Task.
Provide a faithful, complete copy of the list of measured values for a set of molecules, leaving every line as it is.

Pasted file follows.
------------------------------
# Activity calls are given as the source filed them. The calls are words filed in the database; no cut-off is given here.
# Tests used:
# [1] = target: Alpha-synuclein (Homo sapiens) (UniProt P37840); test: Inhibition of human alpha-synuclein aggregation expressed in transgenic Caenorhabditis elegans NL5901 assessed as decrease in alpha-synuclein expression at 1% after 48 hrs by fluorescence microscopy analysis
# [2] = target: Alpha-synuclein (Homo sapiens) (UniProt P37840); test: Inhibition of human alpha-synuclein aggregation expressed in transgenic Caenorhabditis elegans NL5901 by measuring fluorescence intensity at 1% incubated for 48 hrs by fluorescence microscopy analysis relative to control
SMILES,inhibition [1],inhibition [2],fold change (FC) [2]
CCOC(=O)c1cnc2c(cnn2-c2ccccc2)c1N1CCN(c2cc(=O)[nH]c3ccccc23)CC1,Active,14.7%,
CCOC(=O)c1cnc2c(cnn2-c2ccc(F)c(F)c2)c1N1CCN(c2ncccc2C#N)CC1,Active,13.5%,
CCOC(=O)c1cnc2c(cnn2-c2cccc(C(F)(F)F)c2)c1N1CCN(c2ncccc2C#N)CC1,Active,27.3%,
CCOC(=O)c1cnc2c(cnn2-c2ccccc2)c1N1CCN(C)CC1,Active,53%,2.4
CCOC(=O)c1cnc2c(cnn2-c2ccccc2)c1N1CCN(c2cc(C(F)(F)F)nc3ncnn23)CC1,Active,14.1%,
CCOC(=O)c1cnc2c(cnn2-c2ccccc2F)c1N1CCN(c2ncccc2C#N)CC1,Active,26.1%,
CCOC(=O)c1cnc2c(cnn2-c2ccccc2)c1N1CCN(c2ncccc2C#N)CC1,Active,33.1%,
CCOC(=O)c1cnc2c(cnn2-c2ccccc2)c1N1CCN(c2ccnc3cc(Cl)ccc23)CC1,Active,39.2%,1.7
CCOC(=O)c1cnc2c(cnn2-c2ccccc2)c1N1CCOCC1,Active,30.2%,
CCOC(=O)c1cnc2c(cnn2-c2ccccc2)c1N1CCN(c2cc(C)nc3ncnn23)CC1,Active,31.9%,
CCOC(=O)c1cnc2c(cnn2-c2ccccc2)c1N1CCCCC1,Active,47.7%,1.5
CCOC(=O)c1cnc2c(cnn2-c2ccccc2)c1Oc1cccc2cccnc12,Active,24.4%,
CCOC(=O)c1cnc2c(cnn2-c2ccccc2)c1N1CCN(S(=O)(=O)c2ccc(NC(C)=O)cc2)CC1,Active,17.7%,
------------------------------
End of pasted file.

# Activity calls are given as the source filed them. The calls are words filed in the database; no cut-off is given here.
# Tests used:
# [1] = target: Alpha-synuclein (Homo sapiens) (UniProt P37840); test: Inhibition of human alpha-synuclein aggregation expressed in transgenic Caenorhabditis elegans NL5901 assessed as decrease in alpha-synuclein expression at 1% after 48 hrs by fluorescence microscopy analysis
# [2] = target: Alpha-synuclein (Homo sapiens) (UniProt P37840); test: Inhibition of human alpha-synuclein aggregation expressed in transgenic Caenorhabditis elegans NL5901 by measuring fluorescence intensity at 1% incubated for 48 hrs by fluorescence microscopy analysis relative to control
SMILES,inhibition [1],inhibition [2],fold change (FC) [2]
CCOC(=O)c1cnc2c(cnn2-c2ccccc2)c1N1CCN(c2cc(=O)[nH]c3ccccc23)CC1,Active,14.7%,
CCOC(=O)c1cnc2c(cnn2-c2ccc(F)c(F)c2)c1N1CCN(c2ncccc2C#N)CC1,Active,13.5%,
CCOC(=O)c1cnc2c(cnn2-c2cccc(C(F)(F)F)c2)c1N1CCN(c2ncccc2C#N)CC1,Active,27.3%,
CCOC(=O)c1cnc2c(cnn2-c2ccccc2)c1N1CCN(C)CC1,Active,53%,2.4
CCOC(=O)c1cnc2c(cnn2-c2ccccc2)c1N1CCN(c2cc(C(F)(F)F)nc3ncnn23)CC1,Active,14.1%,
CCOC(=O)c1cnc2c(cnn2-c2ccccc2F)c1N1CCN(c2ncccc2C#N)CC1,Active,26.1%,
CCOC(=O)c1cnc2c(cnn2-c2ccccc2)c1N1CCN(c2ncccc2C#N)CC1,Active,33.1%,
CCOC(=O)c1cnc2c(cnn2-c2ccccc2)c1N1CCN(c2ccnc3cc(Cl)ccc23)CC1,Active,39.2%,1.7
CCOC(=O)c1cnc2c(cnn2-c2ccccc2)c1N1CCOCC1,Active,30.2%,
CCOC(=O)c1cnc2c(cnn2-c2ccccc2)c1N1CCN(c2cc(C)nc3ncnn23)CC1,Active,31.9%,
CCOC(=O)c1cnc2c(cnn2-c2ccccc2)c1N1CCCCC1,Active,47.7%,1.5
CCOC(=O)c1cnc2c(cnn2-c2ccccc2)c1Oc1cccc2cccnc12,Active,24.4%,
CCOC(=O)c1cnc2c(cnn2-c2ccccc2)c1N1CCN(S(=O)(=O)c2ccc(NC(C)=O)cc2)CC1,Active,17.7%,